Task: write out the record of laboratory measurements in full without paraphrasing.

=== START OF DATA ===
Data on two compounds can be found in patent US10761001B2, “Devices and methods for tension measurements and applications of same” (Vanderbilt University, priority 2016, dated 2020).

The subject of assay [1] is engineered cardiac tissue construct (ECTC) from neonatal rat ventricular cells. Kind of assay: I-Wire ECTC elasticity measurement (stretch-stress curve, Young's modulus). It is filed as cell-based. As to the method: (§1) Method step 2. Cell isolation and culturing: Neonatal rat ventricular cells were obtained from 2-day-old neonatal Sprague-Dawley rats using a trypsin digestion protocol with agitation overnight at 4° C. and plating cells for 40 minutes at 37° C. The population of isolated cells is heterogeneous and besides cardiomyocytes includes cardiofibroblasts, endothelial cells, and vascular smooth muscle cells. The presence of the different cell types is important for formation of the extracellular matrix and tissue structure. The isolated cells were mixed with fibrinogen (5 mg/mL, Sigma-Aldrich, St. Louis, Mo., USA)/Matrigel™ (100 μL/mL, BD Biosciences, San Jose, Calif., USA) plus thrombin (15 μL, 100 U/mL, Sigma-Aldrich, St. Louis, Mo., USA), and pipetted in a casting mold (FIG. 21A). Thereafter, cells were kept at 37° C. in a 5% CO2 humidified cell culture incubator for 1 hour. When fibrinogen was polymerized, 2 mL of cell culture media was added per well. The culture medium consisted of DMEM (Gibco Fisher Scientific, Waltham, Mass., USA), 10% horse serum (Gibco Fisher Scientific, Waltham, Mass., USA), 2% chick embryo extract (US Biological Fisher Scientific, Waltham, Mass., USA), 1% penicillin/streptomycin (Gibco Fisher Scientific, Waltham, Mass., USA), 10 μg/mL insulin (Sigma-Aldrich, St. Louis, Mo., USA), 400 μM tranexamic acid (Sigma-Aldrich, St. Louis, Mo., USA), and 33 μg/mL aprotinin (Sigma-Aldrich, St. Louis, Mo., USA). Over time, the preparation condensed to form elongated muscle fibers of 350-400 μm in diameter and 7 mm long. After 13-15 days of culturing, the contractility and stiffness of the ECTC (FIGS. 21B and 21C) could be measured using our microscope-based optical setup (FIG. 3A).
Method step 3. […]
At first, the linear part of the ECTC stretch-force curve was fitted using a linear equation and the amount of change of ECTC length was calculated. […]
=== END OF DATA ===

Data on two compounds can be found in patent US10761001B2, “Devices and methods for tension measurements and applications of same” (Vanderbilt University, priority 2016, dated 2020).

The subject of assay [1] is engineered cardiac tissue construct (ECTC) from neonatal rat ventricular cells. Kind of assay: I-Wire ECTC elasticity measurement (stretch-stress curve, Young's modulus). It is filed as cell-based. As to the method: (§1) Method step 2. Cell isolation and culturing: Neonatal rat ventricular cells were obtained from 2-day-old neonatal Sprague-Dawley rats using a trypsin digestion protocol with agitation overnight at 4° C. and plating cells for 40 minutes at 37° C. The population of isolated cells is heterogeneous and besides cardiomyocytes includes cardiofibroblasts, endothelial cells, and vascular smooth muscle cells. The presence of the different cell types is important for formation of the extracellular matrix and tissue structure. The isolated cells were mixed with fibrinogen (5 mg/mL, Sigma-Aldrich, St. Louis, Mo., USA)/Matrigel™ (100 μL/mL, BD Biosciences, San Jose, Calif., USA) plus thrombin (15 μL, 100 U/mL, Sigma-Aldrich, St. Louis, Mo., USA), and pipetted in a casting mold (FIG. 21A). Thereafter, cells were kept at 37° C. in a 5% CO2 humidified cell culture incubator for 1 hour. When fibrinogen was polymerized, 2 mL of cell culture media was added per well. The culture medium consisted of DMEM (Gibco Fisher Scientific, Waltham, Mass., USA), 10% horse serum (Gibco Fisher Scientific, Waltham, Mass., USA), 2% chick embryo extract (US Biological Fisher Scientific, Waltham, Mass., USA), 1% penicillin/streptomycin (Gibco Fisher Scientific, Waltham, Mass., USA), 10 μg/mL insulin (Sigma-Aldrich, St. Louis, Mo., USA), 400 μM tranexamic acid (Sigma-Aldrich, St. Louis, Mo., USA), and 33 μg/mL aprotinin (Sigma-Aldrich, St. Louis, Mo., USA). Over time, the preparation condensed to form elongated muscle fibers of 350-400 μm in diameter and 7 mm long. After 13-15 days of culturing, the contractility and stiffness of the ECTC (FIGS. 21B and 21C) could be measured using our microscope-based optical setup (FIG. 3A).
Method step 3. […]
At first, the linear part of the ECTC stretch-force curve was fitted using a linear equation and the amount of change of ECTC length was calculated. […]